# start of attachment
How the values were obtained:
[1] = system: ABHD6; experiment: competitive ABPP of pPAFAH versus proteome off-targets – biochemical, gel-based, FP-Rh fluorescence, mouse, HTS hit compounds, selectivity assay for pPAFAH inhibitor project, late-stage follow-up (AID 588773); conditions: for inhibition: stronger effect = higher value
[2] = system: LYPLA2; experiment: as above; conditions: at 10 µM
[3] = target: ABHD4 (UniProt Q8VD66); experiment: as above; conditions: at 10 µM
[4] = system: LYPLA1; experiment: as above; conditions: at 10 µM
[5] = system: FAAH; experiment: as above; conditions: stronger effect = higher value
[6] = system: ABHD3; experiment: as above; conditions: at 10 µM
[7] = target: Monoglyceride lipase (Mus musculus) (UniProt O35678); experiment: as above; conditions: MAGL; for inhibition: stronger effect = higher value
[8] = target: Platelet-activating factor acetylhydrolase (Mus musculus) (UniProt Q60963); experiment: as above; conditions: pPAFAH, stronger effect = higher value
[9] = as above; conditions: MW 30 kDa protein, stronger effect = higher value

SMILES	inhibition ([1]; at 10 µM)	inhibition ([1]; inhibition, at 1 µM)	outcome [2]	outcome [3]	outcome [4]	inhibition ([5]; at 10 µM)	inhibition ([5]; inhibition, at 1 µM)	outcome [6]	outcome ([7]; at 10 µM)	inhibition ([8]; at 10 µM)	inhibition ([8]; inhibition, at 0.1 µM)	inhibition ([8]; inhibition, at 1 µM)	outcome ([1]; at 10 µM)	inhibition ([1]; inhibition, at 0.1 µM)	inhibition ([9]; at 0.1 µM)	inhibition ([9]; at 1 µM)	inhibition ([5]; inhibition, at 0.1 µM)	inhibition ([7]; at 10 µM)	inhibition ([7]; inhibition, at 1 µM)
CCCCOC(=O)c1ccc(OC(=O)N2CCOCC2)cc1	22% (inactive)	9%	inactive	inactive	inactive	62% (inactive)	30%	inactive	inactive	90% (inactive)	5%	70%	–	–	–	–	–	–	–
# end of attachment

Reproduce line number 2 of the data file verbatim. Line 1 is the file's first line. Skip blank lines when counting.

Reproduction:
[1] = system: ABHD6; experiment: competitive ABPP of pPAFAH versus proteome off-targets – biochemical, gel-based, FP-Rh fluorescence, mouse, HTS hit compounds, selectivity assay for pPAFAH inhibitor project, late-stage follow-up (AID 588773); conditions: for inhibition: stronger effect = higher value